Tag Archives: Banned Books

Of Mice and Men: Delicate Dreamers


Of Mice and Men asks a number of questions: what sacrifices are we willing to make for those we love? (as in George’s decision to continually uproot himself to protect Lennie) How do we know when we’re acting in the best interest of those we love, or acting selfishly? (as in Candy’s inability to put down his dog; and George’s climatic decision) What effect does intention have on culpability? (as in Lennie’s responsibility for crushing Curly’s hand, or *spoiler*)

But the issue that interested me the most was that of why, when we’re given the opportunity to have the things we’ve dreamed about and schemed for, why, when those things are within grasp we intentionally sabotage the opportunity, we turn away with two hands the (not even chance) promise of realizing our (supposed) dreamed future. Steinbeck’s novel proposes that there are two sorts of people: those who live for the perpetually postponed dream; and those who, when the opportunity for realization occurs, seize it. I’m not sure I accept such a stark dichotomy of people, indeed, I might rather have liked Steinbeck to have been a little more nuanced in his explanation of why this kind of personal sabotage takes place. It can’t be a simple as some people live in/for dreams, can it? And yet, Lennie’s childish interaction with the world, his constant deference to George work to build a character that is delicate, innocent, and for that, a fool. A fool not because he isn’t bright, but a fool to not just pass up, but actively refuse, the realization of his (or George’s?) dream. And George’s ultimate decision and action reveals him as the kind of man who will seize the opportunity, regardless of personal or ethical cost, the kind of man who will act selfishly and call it a benevolent or generous act. Though at the same time the selfishness – the at long last selfishness – is somehow its own kind of realization of a dream, to finally act for one’s own interest, rather than a constant deferral for the needs of the other (Lennie).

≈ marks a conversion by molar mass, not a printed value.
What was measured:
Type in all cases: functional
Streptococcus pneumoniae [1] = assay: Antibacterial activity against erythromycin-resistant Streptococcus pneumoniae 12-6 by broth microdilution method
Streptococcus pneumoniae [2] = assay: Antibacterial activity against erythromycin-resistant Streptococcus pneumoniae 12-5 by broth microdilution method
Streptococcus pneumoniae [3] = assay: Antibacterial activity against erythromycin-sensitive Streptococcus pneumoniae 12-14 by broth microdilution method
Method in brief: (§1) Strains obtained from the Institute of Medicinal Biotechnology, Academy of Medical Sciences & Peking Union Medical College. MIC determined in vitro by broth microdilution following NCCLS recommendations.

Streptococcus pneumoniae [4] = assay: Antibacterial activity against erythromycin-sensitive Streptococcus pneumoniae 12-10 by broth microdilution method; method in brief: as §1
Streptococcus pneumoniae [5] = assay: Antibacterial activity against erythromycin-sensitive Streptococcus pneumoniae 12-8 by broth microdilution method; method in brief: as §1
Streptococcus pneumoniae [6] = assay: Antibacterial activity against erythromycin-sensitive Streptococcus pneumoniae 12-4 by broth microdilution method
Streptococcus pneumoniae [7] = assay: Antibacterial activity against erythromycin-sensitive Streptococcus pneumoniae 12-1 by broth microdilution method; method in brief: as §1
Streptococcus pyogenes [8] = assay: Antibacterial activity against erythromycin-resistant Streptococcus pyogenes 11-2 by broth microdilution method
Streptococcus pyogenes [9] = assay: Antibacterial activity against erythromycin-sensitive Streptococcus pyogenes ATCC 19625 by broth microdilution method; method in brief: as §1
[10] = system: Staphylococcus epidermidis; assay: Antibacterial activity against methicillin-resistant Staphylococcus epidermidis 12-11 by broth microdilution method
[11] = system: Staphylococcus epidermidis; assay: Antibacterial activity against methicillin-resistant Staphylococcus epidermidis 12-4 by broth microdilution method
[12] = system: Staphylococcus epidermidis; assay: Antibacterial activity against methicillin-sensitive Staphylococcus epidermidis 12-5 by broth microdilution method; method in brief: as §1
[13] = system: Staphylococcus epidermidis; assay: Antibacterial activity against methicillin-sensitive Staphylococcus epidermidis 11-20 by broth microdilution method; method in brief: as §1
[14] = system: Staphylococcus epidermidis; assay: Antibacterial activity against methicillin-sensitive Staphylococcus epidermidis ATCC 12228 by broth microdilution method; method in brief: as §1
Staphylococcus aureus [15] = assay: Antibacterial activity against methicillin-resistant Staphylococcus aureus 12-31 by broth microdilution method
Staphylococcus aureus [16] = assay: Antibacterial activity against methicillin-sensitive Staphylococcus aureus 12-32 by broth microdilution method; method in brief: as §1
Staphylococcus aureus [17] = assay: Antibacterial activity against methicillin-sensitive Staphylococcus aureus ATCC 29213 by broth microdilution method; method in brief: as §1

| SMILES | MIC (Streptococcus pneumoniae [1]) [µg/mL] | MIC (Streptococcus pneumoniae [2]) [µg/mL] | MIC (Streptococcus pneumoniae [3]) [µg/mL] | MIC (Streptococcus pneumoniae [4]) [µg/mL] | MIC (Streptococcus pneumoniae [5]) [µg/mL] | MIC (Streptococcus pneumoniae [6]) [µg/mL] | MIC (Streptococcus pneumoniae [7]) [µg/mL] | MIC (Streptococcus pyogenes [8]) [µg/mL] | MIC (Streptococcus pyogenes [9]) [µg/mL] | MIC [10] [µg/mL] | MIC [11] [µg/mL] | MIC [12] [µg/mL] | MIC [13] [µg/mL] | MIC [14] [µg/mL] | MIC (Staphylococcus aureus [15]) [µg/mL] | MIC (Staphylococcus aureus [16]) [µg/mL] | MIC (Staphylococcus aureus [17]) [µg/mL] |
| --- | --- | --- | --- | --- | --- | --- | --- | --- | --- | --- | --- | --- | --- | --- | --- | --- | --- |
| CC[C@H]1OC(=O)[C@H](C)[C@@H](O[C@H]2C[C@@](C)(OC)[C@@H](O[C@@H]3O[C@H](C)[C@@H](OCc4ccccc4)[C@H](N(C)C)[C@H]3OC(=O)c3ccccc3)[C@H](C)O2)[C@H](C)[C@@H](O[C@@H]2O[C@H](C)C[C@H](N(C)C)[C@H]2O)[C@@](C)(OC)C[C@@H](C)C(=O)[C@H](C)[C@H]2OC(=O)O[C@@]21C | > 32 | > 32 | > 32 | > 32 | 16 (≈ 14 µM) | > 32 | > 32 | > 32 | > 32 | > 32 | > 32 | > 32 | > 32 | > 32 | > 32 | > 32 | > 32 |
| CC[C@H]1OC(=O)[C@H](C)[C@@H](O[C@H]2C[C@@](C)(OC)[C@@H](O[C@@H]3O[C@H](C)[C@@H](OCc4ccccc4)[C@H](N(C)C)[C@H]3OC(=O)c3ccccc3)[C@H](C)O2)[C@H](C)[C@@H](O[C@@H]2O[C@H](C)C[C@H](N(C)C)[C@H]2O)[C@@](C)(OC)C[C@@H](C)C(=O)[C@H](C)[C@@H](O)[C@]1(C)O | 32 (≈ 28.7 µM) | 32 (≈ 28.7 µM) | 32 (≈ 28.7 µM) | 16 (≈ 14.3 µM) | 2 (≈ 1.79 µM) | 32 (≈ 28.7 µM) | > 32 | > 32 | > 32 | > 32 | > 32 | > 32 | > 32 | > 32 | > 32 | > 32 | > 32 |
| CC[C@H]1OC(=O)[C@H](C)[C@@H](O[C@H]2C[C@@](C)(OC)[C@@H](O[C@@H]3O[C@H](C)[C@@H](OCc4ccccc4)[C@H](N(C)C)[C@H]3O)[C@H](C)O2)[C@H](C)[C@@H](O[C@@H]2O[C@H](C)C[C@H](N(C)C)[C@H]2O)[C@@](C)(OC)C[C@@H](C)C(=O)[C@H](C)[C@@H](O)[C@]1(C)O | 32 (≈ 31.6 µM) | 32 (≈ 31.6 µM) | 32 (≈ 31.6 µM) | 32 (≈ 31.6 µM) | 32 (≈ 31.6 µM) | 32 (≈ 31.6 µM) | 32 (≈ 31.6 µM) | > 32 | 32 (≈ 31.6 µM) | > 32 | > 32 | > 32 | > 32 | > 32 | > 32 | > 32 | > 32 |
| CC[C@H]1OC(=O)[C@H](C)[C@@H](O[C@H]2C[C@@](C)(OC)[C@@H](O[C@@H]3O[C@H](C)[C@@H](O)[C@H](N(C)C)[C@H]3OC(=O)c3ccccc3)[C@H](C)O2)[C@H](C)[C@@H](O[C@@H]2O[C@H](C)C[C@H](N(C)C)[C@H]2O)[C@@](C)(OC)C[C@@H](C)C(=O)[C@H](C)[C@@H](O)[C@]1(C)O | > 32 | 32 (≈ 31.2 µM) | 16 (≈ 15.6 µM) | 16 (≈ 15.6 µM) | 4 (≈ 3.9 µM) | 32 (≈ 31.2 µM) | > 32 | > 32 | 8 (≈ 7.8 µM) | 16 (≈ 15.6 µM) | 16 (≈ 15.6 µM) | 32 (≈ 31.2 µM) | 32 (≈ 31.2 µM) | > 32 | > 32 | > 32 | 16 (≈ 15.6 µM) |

So I think I need someone else in my immediate circle to read this one so I can talk about it out loud. It’s only 100 pages, or an afternoon of reading, so if you’re so inclined, give it a read and let me know. I’ll buy the coffee, if you’ll help me get George and Lennie (or me and me) out of my head.


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Filed under 100 Books of 2011, American literature, Fiction, Prize Winner

The Awakening: Crushing